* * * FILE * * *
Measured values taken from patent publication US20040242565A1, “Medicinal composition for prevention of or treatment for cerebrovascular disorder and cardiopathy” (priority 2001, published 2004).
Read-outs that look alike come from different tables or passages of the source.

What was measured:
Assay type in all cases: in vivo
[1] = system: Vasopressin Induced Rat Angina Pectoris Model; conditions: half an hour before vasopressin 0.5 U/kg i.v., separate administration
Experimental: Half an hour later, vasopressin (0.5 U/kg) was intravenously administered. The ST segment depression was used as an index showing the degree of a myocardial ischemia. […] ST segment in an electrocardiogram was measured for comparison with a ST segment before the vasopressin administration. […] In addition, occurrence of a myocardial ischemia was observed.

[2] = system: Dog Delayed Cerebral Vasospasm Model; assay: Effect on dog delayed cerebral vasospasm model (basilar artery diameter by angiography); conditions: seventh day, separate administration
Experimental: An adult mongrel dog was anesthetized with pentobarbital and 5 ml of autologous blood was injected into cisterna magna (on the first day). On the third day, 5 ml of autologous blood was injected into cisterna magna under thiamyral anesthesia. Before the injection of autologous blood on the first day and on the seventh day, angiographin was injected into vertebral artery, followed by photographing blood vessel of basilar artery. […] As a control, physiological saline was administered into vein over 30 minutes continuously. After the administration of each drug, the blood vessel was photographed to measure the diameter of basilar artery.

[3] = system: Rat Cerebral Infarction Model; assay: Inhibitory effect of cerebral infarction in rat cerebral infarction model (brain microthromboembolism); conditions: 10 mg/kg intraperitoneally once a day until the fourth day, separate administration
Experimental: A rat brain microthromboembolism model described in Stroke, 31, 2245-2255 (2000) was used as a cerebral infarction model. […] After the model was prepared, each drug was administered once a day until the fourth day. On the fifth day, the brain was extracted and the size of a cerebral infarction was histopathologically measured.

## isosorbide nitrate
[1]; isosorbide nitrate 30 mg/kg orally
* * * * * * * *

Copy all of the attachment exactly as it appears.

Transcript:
Measured values taken from patent publication US20040242565A1, “Medicinal composition for prevention of or treatment for cerebrovascular disorder and cardiopathy” (priority 2001, published 2004).
Read-outs that look alike come from different tables or passages of the source.

What was measured:
Assay type in all cases: in vivo
[1] = system: Vasopressin Induced Rat Angina Pectoris Model; conditions: half an hour before vasopressin 0.5 U/kg i.v., separate administration
Experimental: Half an hour later, vasopressin (0.5 U/kg) was intravenously administered. The ST segment depression was used as an index showing the degree of a myocardial ischemia. […] ST segment in an electrocardiogram was measured for comparison with a ST segment before the vasopressin administration. […] In addition, occurrence of a myocardial ischemia was observed.

[2] = system: Dog Delayed Cerebral Vasospasm Model; assay: Effect on dog delayed cerebral vasospasm model (basilar artery diameter by angiography); conditions: seventh day, separate administration
Experimental: An adult mongrel dog was anesthetized with pentobarbital and 5 ml of autologous blood was injected into cisterna magna (on the first day). On the third day, 5 ml of autologous blood was injected into cisterna magna under thiamyral anesthesia. Before the injection of autologous blood on the first day and on the seventh day, angiographin was injected into vertebral artery, followed by photographing blood vessel of basilar artery. […] As a control, physiological saline was administered into vein over 30 minutes continuously. After the administration of each drug, the blood vessel was photographed to measure the diameter of basilar artery.

[3] = system: Rat Cerebral Infarction Model; assay: Inhibitory effect of cerebral infarction in rat cerebral infarction model (brain microthromboembolism); conditions: 10 mg/kg intraperitoneally once a day until the fourth day, separate administration
Experimental: A rat brain microthromboembolism model described in Stroke, 31, 2245-2255 (2000) was used as a cerebral infarction model. […] After the model was prepared, each drug was administered once a day until the fourth day. On the fifth day, the brain was extracted and the size of a cerebral infarction was histopathologically measured.

## isosorbide nitrate
[1]; isosorbide nitrate 30 mg/kg orally